Now the product was on its way to becoming a
reality. In the meantime Atari needed to sell the darned thing. First stop, the
New York Toy Faire in January of 1975. Gene Lipkin and Al Alcorn head out to try
and get the toy buyers to pick up and sell this great new product, after all its
made by the most recognized company in the video arcade industry - Atari.
What could possibly go wrong...
One would think that buyers would've been
lining up to get a hold of this amazing new product, but this wasn't exactly the
case. Those that did express interest in a home TV game system from Atari
sat down with Al and Gene and discussed terms, conditions and capabilities. This
was a problem for Atari, it was an arcade game manufacturer and seller. Atari
had no experience in the consumer marketplace, no manufacturing capabilities and
they still weren't sure what the product was going to cost to manufacture. One
meeting really struck home with them when the buyer from Tandy Corporation, the
owner of the Radio Shack chain of stores wanted to purchase Home Pong units to
sell in its store chains. After discussing the product the Tandy buyer
said he wanted an "Anticipation Discount." Neither Al nor Gene knew what
the heck that was, when they asked about it the buyer explained - "Its a
discount in anticipation of us paying you." So then Gene responded back
"So, your saying you might not pay us?" With that they kindly declined his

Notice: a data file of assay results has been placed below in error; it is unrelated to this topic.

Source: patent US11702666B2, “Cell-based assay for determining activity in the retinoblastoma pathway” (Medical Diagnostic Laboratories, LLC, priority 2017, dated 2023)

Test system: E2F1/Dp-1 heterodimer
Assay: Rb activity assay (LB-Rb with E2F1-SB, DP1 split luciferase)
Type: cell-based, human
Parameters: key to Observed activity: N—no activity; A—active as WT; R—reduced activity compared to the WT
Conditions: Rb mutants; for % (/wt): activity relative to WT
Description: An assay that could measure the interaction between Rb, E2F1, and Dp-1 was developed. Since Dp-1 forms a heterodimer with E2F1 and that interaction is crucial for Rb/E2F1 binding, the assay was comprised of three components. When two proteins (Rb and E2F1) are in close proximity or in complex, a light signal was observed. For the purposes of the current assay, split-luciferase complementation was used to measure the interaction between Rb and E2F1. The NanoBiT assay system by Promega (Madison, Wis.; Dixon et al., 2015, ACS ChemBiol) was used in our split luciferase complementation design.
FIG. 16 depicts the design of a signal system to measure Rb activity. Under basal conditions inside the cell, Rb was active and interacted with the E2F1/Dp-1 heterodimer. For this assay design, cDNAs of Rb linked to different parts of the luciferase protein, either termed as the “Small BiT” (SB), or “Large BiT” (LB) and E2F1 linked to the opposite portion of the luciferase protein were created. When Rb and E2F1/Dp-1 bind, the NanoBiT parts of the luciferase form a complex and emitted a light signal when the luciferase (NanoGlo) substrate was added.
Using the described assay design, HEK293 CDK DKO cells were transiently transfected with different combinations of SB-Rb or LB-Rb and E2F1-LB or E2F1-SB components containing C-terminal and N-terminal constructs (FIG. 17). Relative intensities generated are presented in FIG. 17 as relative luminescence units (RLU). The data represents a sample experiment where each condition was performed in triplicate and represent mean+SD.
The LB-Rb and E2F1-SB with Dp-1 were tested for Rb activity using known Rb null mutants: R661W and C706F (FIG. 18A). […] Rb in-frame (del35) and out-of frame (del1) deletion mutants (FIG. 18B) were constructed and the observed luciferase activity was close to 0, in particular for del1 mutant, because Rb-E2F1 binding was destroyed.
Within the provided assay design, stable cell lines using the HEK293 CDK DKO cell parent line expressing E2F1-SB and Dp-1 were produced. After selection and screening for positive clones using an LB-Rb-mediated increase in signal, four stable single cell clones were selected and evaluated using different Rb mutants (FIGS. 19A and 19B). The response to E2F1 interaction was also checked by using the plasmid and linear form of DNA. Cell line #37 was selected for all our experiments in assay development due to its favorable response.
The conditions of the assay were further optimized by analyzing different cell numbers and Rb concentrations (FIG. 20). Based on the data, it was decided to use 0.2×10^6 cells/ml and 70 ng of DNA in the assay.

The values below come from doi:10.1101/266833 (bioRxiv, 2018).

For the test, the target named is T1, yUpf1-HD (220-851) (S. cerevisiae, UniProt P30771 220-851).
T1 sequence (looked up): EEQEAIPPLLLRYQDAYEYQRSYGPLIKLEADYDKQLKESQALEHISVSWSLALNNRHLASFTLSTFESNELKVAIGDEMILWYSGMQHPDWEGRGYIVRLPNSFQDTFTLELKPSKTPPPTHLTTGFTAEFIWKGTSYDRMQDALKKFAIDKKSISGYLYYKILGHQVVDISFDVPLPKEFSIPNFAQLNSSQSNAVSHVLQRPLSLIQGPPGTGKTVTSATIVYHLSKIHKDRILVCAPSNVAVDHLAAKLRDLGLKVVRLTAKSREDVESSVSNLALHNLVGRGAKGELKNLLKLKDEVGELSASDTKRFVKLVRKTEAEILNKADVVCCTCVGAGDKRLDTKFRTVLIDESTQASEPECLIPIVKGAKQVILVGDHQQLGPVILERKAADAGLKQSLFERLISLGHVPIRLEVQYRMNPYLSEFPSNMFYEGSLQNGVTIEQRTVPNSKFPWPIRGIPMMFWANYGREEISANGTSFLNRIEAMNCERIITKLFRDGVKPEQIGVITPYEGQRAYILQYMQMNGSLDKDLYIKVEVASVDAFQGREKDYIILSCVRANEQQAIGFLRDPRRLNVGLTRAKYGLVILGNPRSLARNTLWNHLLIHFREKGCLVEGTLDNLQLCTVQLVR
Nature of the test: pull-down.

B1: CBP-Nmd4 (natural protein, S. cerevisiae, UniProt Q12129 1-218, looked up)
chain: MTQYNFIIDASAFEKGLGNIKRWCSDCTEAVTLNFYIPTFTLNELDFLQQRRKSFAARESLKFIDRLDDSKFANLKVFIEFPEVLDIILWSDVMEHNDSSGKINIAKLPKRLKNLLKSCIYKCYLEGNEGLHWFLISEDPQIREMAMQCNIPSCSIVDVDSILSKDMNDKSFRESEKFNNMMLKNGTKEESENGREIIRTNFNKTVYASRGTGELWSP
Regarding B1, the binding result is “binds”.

offer, to much the shock of the Tandy buyer, after all this was Tandy, which was
a national chain and was considered the "McDonalds of Electronic Stores" because
they were everywhere, had large inventories of parts and were one of the biggest
sellers of the very popular CB Radio's during the 1970's. So saying no to
them, was like saying no to the Walmart of today.
Time for Al and Gene to head back to
California and rethink the product, as it really wasn't a toy and shouldn't be
sold through toy sellers so the next idea is tried. It's a device for TV's
so Gene Lipkin begins calling TV sellers, no one is interested. Finally in
a stroke of pure luck Gene talks to a man by the name of
Tom Quinn at Sears, but he's not in the TV department, he's in their Sporting
Goods Department. Quinn was what many described him as being a "maverick."
He thought outside of the box, did a lot of research and saw the potential.
What Gene, Al and Nolan didn't know when it came to retailers, especially in a
company such as Sears - you can't cold call them to sell them something.
The buyers in the departments, they watch trends, look for products that will
fit their need and buying trends and they go out and call on companies for
products. So it was a bit backwards. However this time around
instead of reaching someone who would say "no" and hang up, Gene connects with
Tom Quinn. He is very excited about this, Atari says they have the real
deal, and they can deliver it. Up to this point Tom had managed to get
Magnavox out of the deal of selling its Odyssey with its TV's. This was an
important step, but Magnavox was not delivering enough Odyssey's to meet Quinn's
sales volume. Now these Atari guys call him up and they say they can.
He's interested and it looks like there might be something to this.
So Gene Lipkin lets Al and Nolan